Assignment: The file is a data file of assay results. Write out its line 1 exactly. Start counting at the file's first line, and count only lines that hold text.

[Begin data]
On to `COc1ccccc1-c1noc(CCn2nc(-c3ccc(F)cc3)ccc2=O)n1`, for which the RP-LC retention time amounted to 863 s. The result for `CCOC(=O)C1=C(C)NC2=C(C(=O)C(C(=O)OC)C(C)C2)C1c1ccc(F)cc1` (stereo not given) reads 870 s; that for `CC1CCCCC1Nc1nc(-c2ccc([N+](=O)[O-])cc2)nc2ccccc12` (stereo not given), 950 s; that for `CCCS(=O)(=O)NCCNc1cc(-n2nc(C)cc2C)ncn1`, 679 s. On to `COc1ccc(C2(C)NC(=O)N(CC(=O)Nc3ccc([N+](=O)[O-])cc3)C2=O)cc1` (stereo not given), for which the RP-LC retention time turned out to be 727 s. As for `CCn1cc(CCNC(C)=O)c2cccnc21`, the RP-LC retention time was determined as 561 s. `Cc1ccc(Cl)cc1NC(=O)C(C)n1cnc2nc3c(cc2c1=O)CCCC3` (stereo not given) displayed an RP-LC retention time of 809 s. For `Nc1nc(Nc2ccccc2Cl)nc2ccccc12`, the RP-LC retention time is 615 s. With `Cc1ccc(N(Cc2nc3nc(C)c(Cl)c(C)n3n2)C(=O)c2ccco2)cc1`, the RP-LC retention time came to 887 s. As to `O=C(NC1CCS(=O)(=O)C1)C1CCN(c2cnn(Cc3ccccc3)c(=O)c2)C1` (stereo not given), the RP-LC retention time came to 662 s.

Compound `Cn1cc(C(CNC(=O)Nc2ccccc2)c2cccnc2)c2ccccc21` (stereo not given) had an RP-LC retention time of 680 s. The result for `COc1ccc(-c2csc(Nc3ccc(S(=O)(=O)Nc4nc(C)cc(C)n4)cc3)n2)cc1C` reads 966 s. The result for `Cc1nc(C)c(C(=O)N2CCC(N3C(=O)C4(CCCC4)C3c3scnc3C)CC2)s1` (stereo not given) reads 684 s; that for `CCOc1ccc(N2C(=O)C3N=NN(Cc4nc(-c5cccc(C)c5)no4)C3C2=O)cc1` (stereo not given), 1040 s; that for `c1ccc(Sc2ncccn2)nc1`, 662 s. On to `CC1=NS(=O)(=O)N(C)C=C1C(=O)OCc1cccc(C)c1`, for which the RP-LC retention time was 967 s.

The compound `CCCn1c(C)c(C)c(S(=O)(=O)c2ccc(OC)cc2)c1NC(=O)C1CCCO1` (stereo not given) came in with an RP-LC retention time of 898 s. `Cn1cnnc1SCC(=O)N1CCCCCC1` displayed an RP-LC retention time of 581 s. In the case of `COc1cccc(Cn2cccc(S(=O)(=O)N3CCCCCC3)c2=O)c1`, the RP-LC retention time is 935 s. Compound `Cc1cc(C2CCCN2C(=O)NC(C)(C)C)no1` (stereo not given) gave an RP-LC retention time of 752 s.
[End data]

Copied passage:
On to `COc1ccccc1-c1noc(CCn2nc(-c3ccc(F)cc3)ccc2=O)n1`, for which the RP-LC retention time amounted to 863 s. The result for `CCOC(=O)C1=C(C)NC2=C(C(=O)C(C(=O)OC)C(C)C2)C1c1ccc(F)cc1` (stereo not given) reads 870 s; that for `CC1CCCCC1Nc1nc(-c2ccc([N+](=O)[O-])cc2)nc2ccccc12` (stereo not given), 950 s; that for `CCCS(=O)(=O)NCCNc1cc(-n2nc(C)cc2C)ncn1`, 679 s. On to `COc1ccc(C2(C)NC(=O)N(CC(=O)Nc3ccc([N+](=O)[O-])cc3)C2=O)cc1` (stereo not given), for which the RP-LC retention time turned out to be 727 s. As for `CCn1cc(CCNC(C)=O)c2cccnc21`, the RP-LC retention time was determined as 561 s. `Cc1ccc(Cl)cc1NC(=O)C(C)n1cnc2nc3c(cc2c1=O)CCCC3` (stereo not given) displayed an RP-LC retention time of 809 s. For `Nc1nc(Nc2ccccc2Cl)nc2ccccc12`, the RP-LC retention time is 615 s. With `Cc1ccc(N(Cc2nc3nc(C)c(Cl)c(C)n3n2)C(=O)c2ccco2)cc1`, the RP-LC retention time came to 887 s. As to `O=C(NC1CCS(=O)(=O)C1)C1CCN(c2cnn(Cc3ccccc3)c(=O)c2)C1` (stereo not given), the RP-LC retention time came to 662 s.